The biggest player in winter sports is the Federation Internationale de Ski, better known as FIS, which governs almost the entire Olympic Winter Games program on snow, including Alpine Skiing, Cross Country Skiing, Nordic Combined, Ski Jumping, Freestyle Skiing and Snowboarding.
Must be a pretty rich federation, right?
Although it doesn’t publish stand-alone financial statements, it did include a financial summary in its new FIS Bulletin for 2018. FIS has an odd fiscal reporting program that covers two years, in this case from January 2016 to December of 2017; the two-year highlights:
- CHF 47.58 million in revenues (~$48.70 U.S.); avg. $24.35 million per year, down 15% from the 2014-15 period;
- CHF 41.38 million in expenses (~$42.36 U.S.); avg. $20.69 million per year, even with 2014-15;
- CHF 6.20 million (~$6.35 million U.S.) in operating revenue; avg. $3.18 million per year.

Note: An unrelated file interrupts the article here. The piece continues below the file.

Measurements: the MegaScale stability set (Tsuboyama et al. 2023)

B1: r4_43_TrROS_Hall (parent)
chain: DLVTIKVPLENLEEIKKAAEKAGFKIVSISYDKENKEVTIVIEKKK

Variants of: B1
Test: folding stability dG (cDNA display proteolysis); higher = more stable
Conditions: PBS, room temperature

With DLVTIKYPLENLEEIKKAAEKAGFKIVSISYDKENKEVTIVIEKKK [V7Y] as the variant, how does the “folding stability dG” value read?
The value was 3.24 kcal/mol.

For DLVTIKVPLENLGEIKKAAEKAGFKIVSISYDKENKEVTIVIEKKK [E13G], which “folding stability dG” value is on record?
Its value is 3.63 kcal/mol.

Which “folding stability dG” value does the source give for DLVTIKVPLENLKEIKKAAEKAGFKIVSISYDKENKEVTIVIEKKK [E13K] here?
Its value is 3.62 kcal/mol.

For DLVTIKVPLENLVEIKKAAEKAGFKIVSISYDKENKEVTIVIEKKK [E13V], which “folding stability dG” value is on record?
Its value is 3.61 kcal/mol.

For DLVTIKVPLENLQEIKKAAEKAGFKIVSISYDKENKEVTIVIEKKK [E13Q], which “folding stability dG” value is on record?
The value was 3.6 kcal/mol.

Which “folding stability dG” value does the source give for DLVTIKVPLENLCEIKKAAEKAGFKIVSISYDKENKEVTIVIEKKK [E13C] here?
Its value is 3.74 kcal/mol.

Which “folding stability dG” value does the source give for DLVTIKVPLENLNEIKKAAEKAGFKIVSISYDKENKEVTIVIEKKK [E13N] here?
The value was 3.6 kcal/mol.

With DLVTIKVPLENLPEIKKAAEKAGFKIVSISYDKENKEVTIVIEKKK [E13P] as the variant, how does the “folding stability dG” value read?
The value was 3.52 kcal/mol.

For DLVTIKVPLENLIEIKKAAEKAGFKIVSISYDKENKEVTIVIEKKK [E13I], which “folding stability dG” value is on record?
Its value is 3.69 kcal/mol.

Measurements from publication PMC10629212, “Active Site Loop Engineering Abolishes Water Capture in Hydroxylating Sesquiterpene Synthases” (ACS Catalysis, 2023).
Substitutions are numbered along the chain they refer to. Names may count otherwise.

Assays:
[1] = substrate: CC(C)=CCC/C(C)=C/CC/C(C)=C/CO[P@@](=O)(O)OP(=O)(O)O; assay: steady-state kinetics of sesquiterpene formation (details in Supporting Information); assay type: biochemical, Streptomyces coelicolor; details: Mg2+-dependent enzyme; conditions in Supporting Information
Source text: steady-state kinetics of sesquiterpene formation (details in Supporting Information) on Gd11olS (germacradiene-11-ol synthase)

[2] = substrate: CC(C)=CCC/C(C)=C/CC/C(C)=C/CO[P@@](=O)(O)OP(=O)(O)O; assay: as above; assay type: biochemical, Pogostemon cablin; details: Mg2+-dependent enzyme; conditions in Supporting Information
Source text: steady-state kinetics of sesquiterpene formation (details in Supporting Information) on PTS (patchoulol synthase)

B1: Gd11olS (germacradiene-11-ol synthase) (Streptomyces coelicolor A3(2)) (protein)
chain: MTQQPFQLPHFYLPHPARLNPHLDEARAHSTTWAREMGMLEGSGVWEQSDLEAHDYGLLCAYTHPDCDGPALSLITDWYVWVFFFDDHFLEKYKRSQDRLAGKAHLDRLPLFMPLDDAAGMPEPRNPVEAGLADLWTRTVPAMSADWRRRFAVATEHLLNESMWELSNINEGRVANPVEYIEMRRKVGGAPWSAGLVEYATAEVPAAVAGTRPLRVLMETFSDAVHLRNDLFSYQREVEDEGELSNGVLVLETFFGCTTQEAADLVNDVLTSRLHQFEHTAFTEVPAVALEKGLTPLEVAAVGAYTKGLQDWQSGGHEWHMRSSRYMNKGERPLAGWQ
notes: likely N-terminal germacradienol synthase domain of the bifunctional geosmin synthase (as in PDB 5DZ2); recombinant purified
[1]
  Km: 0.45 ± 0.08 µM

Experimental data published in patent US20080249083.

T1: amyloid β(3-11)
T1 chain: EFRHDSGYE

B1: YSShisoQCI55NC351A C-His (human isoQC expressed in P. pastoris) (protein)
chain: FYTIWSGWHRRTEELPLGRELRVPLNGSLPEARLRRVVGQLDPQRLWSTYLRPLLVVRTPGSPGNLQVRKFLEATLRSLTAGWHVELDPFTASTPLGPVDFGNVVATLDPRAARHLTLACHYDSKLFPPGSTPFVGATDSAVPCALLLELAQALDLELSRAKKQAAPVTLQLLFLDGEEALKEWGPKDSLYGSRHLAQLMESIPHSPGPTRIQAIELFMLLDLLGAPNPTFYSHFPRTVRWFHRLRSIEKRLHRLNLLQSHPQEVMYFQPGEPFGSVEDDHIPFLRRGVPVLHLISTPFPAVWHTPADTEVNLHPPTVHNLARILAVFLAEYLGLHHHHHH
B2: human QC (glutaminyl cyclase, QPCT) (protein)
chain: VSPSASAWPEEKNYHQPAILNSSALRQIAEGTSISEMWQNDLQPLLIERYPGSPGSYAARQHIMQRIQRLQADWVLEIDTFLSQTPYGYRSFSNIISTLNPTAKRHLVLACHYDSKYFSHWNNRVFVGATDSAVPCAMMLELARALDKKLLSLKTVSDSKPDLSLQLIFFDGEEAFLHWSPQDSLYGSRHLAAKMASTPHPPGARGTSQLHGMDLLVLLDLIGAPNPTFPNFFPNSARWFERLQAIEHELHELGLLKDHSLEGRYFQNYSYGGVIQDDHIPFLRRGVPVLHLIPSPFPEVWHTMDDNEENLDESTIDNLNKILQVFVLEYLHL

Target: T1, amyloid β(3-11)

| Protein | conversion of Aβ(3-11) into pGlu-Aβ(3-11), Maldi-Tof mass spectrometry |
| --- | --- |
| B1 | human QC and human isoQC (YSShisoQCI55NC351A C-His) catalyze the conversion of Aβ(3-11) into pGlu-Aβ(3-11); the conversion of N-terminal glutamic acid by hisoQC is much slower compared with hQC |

So FIS is doing well, but hardly in the class of aquatics giant FINA, which showed CHF 66.4 million (~$68.0 million U.S.) for 2015 alone!
The FIS revenues are from IOC contributions (44.1%), the various FIS World Championships (28.6%), the various World Cups (13.3%), fees from its national associations (9.1%) and miscellaneous sources for the other 4.8%.
The expenses were for personnel (CHF 23.67 million/$24.23 million), operations (CHF 7.68 million/$7.86 million) and then CHF 10.03 million ($10.27 million) returned to the national federations.
There was also net investment income of CHF 7.047 million ($7.21 million), so the two-year surplus was CHF 13.247 million ($13.56 million). Good and steady results, but a fascinating look at winter’s biggest IF.